Cancer drug developed in Singapore by Duke-NUS Medical School and the Agency for Science, Technology and Research (A*STAR) with applications in cancer immunotherapy takes its first steps into the next phase of clinical trials.
The journey of a newly developed drug from the lab bench to the pharmacy is a long and difficult one. Several rounds of research are required before a new drug is created before pre-clinical testing is carried out. Only when in vitro and in vivo testing both show promising results will the drug be considered for clinical trials in humans. It gets more challenging from here, but even getting to this point is no small feat.
Clinical trials consist primarily of three phases. In Phase 1, it is tested on a small number of healthy volunteers and patients in order to evaluate its safety, and to learn about its potential side effects. If everything goes well, the drug moves on to Phase 2, where it is tested on a few dozen to hundreds of patients. The drug’s efficacy, safety, and appropriate dosage is evaluated at this stage, and only a few drug candidates move on to the third phase of clinical trials. Phase 3 includes testing on hundreds to thousands of patients and explores the safety and efficacy of the new drug, this time in comparison with other currently available treatments.
Even after passing through clinical trials, the new drug has to undergo review by authorities to confirm that it is a safe and effective treatment. In the case that it is approved, it still has to undergo long-term evaluation in a large number of patients, since some adverse effects can take a long time to surface.
This whole process is highly rigorous and can take anywhere between five to 15 years, making any progress along this pathway a cause for celebration for its developers.
A new cancer drug developed in Singapore, known as ETC-159, has reached the next phase of testing in clinical trials. ETC-159 was developed in a partnership between Duke-NUS Medical School (Duke-NUS) and the Agency for Science, Technology and Research (A*STAR). It has come a long way since it was first entered into clinical trials in June 2015.
Phase 1A of clinical trials for ETC-159 was completed in July 2018, thanks to the efforts of A*STAR’s Experimental Drug Development Centre (EDDC). During the trial, the mechanism of action of ETC-159 was validated, and a safe dosage level established in patients with advanced solid tumours.
ETC-159 has reached “First Patient First Visit” in Phase 1B. This means the first completed administration of the first dose of the drug to the first patient at the patient’s first visit in a Phase 1 clinical trial. The clinical trials will include a range of cancer patients from Singapore and the United States. This phase of the clinical trial is expected to reach completion before the end of 2023.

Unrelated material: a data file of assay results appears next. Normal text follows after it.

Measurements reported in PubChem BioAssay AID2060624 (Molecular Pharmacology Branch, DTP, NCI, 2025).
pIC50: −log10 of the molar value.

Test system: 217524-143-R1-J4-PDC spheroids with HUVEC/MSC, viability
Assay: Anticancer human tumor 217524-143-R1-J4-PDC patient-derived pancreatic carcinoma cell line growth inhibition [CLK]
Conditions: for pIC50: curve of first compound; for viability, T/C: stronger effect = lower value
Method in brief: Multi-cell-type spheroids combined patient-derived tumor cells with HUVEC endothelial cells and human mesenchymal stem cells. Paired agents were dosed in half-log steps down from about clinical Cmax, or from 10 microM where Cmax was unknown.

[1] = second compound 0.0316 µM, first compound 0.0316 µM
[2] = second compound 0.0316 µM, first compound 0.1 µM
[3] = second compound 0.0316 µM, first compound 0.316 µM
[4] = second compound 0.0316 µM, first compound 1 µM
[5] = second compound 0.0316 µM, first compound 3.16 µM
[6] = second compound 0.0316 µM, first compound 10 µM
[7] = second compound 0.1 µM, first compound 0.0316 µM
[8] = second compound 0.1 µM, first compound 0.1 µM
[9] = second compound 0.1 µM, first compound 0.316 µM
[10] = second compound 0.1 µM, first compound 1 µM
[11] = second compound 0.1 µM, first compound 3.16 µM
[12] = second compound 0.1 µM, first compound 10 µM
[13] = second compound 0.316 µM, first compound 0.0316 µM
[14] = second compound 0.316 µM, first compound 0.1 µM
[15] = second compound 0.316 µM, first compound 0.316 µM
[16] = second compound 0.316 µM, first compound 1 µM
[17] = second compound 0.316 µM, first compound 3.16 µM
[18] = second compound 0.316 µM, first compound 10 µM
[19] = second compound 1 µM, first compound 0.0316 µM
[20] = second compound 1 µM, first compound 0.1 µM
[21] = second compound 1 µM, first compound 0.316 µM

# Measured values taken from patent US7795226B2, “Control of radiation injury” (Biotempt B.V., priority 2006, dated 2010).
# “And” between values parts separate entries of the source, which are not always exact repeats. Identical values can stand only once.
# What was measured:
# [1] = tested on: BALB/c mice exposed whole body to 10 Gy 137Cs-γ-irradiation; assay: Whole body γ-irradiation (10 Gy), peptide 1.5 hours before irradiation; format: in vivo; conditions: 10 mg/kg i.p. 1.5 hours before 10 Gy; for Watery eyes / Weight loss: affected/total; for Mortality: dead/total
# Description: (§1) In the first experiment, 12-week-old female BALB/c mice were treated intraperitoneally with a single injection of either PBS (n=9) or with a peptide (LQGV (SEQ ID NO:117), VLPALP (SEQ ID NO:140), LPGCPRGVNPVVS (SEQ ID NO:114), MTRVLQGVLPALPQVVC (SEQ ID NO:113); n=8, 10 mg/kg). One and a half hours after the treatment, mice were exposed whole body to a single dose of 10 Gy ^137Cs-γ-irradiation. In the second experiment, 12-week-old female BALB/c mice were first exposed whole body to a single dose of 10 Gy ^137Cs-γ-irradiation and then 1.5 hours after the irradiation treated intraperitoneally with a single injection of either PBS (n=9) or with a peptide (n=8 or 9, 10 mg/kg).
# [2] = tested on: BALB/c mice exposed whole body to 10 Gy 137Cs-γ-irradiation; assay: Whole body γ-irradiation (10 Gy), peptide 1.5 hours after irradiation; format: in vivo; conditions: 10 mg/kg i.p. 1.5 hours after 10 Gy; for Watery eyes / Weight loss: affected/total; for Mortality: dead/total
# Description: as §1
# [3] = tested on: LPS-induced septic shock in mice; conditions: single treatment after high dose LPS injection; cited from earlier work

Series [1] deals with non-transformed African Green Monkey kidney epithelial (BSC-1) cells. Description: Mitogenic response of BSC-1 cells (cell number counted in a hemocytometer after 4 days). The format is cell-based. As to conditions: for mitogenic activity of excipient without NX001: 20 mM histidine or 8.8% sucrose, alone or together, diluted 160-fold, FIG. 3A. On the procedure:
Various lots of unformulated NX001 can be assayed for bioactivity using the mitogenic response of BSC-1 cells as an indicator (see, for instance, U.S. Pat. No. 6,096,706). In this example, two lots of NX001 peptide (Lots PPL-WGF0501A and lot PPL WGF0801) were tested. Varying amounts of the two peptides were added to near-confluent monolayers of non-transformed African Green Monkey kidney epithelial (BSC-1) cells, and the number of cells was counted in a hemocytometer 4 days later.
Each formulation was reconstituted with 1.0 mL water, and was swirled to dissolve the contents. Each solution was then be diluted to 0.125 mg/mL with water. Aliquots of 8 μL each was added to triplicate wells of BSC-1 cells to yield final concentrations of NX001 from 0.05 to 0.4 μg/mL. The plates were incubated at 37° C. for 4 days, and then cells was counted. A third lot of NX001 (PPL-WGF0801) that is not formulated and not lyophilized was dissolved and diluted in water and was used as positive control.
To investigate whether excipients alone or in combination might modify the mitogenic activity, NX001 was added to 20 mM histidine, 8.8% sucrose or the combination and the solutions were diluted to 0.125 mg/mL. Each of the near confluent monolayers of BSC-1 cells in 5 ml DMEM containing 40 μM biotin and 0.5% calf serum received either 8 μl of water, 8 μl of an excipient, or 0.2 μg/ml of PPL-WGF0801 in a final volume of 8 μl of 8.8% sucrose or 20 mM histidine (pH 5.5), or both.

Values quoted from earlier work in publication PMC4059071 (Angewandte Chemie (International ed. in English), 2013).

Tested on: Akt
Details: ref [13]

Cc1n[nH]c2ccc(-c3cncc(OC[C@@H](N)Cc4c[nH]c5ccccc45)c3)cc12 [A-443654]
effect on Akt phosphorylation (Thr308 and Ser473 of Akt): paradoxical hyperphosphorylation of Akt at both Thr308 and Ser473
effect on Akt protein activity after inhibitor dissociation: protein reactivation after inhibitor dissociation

Tests in Phase 1B will involve a specific subgroup of colorectal cancer patients with R-spondin gene fusions in their tumours. Patients with such gene fusions are believed to respond well to ETC-159 treatment and will be specially selected for the purposes of this trial. The EDDC has collaborated other A*STAR institutions, including POLARIS3 at the Genome Institute of Singapore (GIS) and the Diagnostics Development (DxD) Hub, to establish a novel diagnostic test approved by the United States Food and Drug Administration, in order to identify patients with R-spondin gene fusions.
ETC-159 is a promising treatment for several forms of cancer, including colorectal, endometrial, ovarian, and pancreatic cancers. Its primary mechanism is by acting on the Wnt pathway, a signal transduction pathway that is well-known for its role in embryonic development, as well as in carcinogenesis.
Dysregulation or upregulation of the Wnt pathway has been implicated in several cancers and has been associated with poorer treatment outcomes. This is resulted from the upregulation of the Wnt pathway which prevents immune cells from accessing cancer cells in tumours.
ETC-159 blocks the Wnt pathway by acting as an upstream inhibitor, thereby allowing immune cells to access and enter the tumour. Trials will also administer ETC-159 together with pembrolizumab, a therapeutic antibody that binds to receptors on immune cells in order to stimulate them to kill cancer cells. Should this trial be successful, ETC-159 could be used to boost the effects of immunotherapy.
The success of ETC-159 thus far has been described by Professor Damian O’Connell, Chief Executive Officer of EDDC, as “a significant milestone for EDDC and Singapore” – a sentiment shared by Professor David Virshup from Duke-NUS, who describes the progress of ETC-159 as “the result of a tremendous Singapore team effort, spanning from basic bench science to international clinical trials.”